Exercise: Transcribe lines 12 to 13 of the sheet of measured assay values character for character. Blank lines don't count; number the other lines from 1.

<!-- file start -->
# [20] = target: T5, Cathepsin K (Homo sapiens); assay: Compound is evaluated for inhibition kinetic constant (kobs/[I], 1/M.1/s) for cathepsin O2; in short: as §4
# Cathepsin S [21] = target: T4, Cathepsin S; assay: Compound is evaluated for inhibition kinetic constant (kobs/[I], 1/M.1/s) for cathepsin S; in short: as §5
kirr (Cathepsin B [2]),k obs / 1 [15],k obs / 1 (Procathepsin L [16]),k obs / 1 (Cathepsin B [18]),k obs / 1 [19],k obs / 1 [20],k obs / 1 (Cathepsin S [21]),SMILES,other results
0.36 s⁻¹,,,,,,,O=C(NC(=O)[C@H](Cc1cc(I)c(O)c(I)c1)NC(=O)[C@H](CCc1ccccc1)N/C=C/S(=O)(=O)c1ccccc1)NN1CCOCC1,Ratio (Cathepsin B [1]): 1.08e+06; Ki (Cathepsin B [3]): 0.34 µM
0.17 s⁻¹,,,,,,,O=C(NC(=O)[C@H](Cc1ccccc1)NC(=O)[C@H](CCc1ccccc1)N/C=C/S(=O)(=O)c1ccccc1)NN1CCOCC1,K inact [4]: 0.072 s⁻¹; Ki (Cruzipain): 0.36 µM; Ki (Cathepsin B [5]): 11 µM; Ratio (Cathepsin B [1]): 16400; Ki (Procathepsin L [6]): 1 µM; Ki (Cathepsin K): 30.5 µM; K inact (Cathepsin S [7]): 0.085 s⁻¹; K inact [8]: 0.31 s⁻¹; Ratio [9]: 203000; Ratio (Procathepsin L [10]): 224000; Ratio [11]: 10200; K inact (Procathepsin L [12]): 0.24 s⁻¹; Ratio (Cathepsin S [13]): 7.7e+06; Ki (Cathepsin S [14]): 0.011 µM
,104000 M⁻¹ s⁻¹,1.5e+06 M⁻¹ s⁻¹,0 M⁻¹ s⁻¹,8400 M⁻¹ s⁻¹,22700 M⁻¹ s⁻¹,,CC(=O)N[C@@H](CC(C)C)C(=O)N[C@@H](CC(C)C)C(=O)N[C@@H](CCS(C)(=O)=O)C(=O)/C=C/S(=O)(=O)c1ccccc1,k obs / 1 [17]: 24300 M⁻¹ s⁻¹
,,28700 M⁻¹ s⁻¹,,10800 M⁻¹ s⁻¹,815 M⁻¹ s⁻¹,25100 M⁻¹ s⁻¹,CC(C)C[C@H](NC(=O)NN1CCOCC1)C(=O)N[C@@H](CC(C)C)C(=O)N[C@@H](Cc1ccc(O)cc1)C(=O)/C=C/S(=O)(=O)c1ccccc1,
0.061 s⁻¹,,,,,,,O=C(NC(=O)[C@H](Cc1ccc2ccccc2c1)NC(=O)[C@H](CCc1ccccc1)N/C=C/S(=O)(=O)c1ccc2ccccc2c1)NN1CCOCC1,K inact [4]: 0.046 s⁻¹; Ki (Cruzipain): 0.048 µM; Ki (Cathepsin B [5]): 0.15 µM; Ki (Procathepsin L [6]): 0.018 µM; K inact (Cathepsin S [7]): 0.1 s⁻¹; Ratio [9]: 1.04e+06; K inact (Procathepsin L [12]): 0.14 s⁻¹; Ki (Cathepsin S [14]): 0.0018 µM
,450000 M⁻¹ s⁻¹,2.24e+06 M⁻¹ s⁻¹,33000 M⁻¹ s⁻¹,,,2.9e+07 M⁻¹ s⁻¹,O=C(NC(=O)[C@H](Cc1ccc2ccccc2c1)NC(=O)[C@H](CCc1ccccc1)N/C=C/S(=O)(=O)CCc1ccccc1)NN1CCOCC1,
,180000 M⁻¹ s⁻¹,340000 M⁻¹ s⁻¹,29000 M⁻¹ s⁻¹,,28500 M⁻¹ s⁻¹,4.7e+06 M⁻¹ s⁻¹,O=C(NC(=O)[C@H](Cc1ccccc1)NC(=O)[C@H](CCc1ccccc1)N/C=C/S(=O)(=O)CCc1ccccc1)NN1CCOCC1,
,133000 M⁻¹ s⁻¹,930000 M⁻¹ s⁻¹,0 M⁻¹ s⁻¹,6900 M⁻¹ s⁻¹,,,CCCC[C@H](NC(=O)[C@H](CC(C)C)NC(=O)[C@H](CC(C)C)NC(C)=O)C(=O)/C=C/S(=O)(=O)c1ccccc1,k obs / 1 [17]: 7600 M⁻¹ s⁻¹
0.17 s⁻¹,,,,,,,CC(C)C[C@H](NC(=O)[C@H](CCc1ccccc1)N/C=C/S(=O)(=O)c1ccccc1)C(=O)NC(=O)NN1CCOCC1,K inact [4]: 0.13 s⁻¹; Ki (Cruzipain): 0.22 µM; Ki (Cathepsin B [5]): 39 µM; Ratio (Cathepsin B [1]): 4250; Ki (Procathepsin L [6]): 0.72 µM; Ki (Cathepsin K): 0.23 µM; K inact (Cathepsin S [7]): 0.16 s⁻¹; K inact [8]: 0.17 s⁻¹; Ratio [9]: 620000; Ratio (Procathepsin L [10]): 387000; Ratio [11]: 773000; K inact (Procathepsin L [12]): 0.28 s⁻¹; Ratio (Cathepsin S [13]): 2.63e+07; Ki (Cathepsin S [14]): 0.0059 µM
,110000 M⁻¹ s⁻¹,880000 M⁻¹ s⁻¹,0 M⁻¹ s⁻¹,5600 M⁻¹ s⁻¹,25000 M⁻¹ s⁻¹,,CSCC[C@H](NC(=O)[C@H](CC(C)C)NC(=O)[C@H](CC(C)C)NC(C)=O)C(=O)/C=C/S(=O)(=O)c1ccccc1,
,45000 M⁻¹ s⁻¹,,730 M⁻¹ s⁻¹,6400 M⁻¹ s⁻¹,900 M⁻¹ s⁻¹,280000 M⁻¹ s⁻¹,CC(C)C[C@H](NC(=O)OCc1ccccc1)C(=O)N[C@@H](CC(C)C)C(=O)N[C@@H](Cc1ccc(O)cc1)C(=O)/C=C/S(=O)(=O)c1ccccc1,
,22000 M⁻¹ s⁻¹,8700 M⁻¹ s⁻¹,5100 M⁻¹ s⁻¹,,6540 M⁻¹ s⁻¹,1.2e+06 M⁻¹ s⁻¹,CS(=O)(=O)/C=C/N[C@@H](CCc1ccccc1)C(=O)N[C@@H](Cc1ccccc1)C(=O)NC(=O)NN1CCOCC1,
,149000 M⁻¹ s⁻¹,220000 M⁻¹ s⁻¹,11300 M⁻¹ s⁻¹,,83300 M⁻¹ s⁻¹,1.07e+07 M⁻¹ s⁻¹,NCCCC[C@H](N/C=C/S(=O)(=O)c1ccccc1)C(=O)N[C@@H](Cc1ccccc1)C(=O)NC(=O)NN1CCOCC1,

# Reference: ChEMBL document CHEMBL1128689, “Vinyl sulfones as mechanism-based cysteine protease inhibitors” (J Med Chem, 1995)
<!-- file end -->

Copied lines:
0.17 s⁻¹,,,,,,,CC(C)C[C@H](NC(=O)[C@H](CCc1ccccc1)N/C=C/S(=O)(=O)c1ccccc1)C(=O)NC(=O)NN1CCOCC1,K inact [4]: 0.13 s⁻¹; Ki (Cruzipain): 0.22 µM; Ki (Cathepsin B [5]): 39 µM; Ratio (Cathepsin B [1]): 4250; Ki (Procathepsin L [6]): 0.72 µM; Ki (Cathepsin K): 0.23 µM; K inact (Cathepsin S [7]): 0.16 s⁻¹; K inact [8]: 0.17 s⁻¹; Ratio [9]: 620000; Ratio (Procathepsin L [10]): 387000; Ratio [11]: 773000; K inact (Procathepsin L [12]): 0.28 s⁻¹; Ratio (Cathepsin S [13]): 2.63e+07; Ki (Cathepsin S [14]): 0.0059 µM
,110000 M⁻¹ s⁻¹,880000 M⁻¹ s⁻¹,0 M⁻¹ s⁻¹,5600 M⁻¹ s⁻¹,25000 M⁻¹ s⁻¹,,CSCC[C@H](NC(=O)[C@H](CC(C)C)NC(=O)[C@H](CC(C)C)NC(C)=O)C(=O)/C=C/S(=O)(=O)c1ccccc1,